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5 Ways To Avoid A Bad Hire In Smaller Accounting and Bookkeeping Firms

Giles Pearson
Posted by Giles Pearson on Jan 3, 2023 12:45:00 AM

In your public accounting life, you’ll likely be involved in lots of hires. Some are just awesome, many are ‘ok,’ and a few will be downright miserable.  For firm owners, the latter are the ones you remember, the ones that stress you, the ones that cost you, and the ones that make you wonder why you entered public accounting at all.

A lot has been written about the cost of bad hires. We developed our own model based on 25 years in public accounting and are excited to share our best tips! You can adjust to your own firm based on things like whether you use a recruiter, your assessment of how long you might take to deal with poor performance, etc.

We know accountants have a reputation for being slow at making the hard decisions to either terminate employment or even start a performance management process.  Whatever your view, it’s likely to cost at least 100% of the starting salary – an unpleasant amount to deduct from your bottom line. We've developed a Bad Hire Calculator to help you understand the impact on your bottom line when you make a bad hire. 

No one is perfect, and you’ll never make universally perfect hires, but here are a few tips for small or mid-sized firms without a dedicated recruiting capability.

1.    Hire for the right job 

Ask yourself, “Do I need to hire at all?” Should I look to outsource, offshore, or hire remotely? Most importantly, what is the best structure for my team, and is this hire helping to get closer to that? Fit the new hire into your firm strategic plan and involve your team in the process of drawing up both the job profile (what does the person need to do?) and the person profile (what skills do they need to have?). Determine what’s vital on day one vs. what’s useful and what can be taught. If you’re simply replacing like for like, you’re probably off to a bad start.

2. Learn how to interview

Make sure you have your interview process locked in and consider forming an interview panel.  An interview panel is 2 or 3 people, all of whom should have intimate knowledge of the role. Here are some tips to make the most of candidate interviews:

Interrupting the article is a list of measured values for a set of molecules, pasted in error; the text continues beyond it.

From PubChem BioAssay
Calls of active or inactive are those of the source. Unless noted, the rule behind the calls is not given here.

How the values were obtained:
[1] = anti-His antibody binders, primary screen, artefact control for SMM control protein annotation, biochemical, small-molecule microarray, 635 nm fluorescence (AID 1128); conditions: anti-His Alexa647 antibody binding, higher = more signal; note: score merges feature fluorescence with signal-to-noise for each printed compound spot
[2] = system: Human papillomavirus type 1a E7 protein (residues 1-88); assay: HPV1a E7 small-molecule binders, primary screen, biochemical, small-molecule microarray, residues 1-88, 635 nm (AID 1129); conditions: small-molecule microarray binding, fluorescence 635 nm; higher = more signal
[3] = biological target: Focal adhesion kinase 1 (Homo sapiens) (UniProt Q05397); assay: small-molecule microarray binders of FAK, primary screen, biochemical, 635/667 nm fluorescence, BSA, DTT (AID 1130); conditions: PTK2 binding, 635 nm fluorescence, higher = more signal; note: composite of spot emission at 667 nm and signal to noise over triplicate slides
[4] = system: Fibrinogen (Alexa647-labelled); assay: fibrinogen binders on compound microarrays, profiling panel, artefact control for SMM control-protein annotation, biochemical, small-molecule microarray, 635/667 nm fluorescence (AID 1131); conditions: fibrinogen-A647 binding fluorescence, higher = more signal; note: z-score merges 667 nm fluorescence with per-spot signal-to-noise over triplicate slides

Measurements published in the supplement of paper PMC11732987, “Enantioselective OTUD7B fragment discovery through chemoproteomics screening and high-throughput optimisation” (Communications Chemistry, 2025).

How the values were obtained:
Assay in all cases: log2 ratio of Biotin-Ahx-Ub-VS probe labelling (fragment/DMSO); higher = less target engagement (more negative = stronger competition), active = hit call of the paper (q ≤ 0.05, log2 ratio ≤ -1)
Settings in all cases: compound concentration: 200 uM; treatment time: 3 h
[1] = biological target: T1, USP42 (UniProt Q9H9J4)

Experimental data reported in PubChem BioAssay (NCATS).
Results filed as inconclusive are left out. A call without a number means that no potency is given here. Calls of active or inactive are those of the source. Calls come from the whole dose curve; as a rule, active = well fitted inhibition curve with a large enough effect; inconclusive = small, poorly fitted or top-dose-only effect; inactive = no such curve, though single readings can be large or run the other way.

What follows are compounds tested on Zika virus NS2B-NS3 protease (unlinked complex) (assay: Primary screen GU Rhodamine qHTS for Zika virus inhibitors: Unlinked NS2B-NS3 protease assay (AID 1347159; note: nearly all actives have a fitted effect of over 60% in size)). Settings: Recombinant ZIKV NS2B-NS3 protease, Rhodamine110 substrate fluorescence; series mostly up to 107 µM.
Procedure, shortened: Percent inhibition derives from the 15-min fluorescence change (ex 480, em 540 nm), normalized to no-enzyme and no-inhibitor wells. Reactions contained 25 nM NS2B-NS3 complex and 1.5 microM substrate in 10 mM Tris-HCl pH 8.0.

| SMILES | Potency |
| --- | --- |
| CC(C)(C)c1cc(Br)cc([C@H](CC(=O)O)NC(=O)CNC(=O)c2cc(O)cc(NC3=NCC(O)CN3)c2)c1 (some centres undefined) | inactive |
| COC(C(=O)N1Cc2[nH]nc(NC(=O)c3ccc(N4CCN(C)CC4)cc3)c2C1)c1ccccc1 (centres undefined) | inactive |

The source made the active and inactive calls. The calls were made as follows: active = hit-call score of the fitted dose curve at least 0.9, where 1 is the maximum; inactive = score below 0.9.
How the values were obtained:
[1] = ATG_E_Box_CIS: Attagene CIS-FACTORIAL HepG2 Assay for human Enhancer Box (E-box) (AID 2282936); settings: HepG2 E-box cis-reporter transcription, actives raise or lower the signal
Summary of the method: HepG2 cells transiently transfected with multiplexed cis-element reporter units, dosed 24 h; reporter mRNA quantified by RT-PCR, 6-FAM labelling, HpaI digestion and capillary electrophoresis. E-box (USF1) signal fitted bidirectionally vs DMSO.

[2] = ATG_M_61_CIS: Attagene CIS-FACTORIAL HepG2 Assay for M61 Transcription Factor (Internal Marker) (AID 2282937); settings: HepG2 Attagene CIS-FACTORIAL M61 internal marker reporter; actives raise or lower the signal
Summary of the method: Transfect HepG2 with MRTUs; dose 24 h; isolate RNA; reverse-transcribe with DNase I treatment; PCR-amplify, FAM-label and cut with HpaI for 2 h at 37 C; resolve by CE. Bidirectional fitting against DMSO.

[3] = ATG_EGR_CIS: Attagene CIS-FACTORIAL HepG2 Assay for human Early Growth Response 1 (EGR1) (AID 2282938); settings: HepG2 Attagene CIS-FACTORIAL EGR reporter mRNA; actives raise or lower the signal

• Have your questions organized. This Indeed article can help you develop some great questions.
  • Probe deeper when answers are not in-depth enough
  • Use a scoring template and take notes.

It’s really surprising to us at Accountests how many firms fail to do any of this. 

3. Don't trust the resume.

The resume more often tells you what the candidate would have liked to have achieved in their various roles. Interview questions will help uncover what they really did, and testing their skills will give you evidence of their technical capability. Make sure the tests are fit for purpose and relate well to the technical capability required in the role. You need to be able to look at the results and make an objective assessment of whether the candidate has the skills to do the job you are hiring for.

4. Make sure of team fit

Your firm has its own culture, driven largely by your way of working and how the team interacts. Making sure the team is involved in the interviews is a great way to gauge personal fit. Using a good quality personality test before the final interview will also highlight the preferred working style of the candidate and will help to identify areas requiring more probing.  Even better, a good personality profile can help you uncover whether a candidate has the natural capability to progress in client-facing and new business areas.  

5. Move fast

If you have a good process and ready access to the tools you need to progress a hiring process quickly, you’re ready to make fast and good decisions. Candidates have options, and if they apply for your job, they are probably applying for others. Your task is to identify the good ones quickly and close the deal fast. Ask at the end of an interview if a candidate would accept the job if offered.  Make offers with deadlines.  Your candidate will likely get a counteroffer from their current employer – learn how to manage that.  Call the referees yourself.  Don’t compromise on speaking to their current manager, as that’s the most valuable conversation you’ll have. Testing and interviewing will have highlighted areas you need to ask about specifically.  Always ask the “Would you hire them again….?” question and be alert for any hesitation. There are great resources online to help, and you need to be ready.  

Accounting firms make their money by providing business acumen to their clients.  If the accountant or tax professional can’t add value based on their experience and knowledge, the client might as well ask their neighbor for help – and that advice will be free!  Technical knowledge and the experience of working with many other clients are what make accountants uniquely able to provide quality, impartial advice.  But our experience is that when hiring for their team, firms tend to be slow and under-prepared. It's time to add some hiring acumen to your business acumen.

Do it right - Hire fast – with confidence.

Topics: Human Resources


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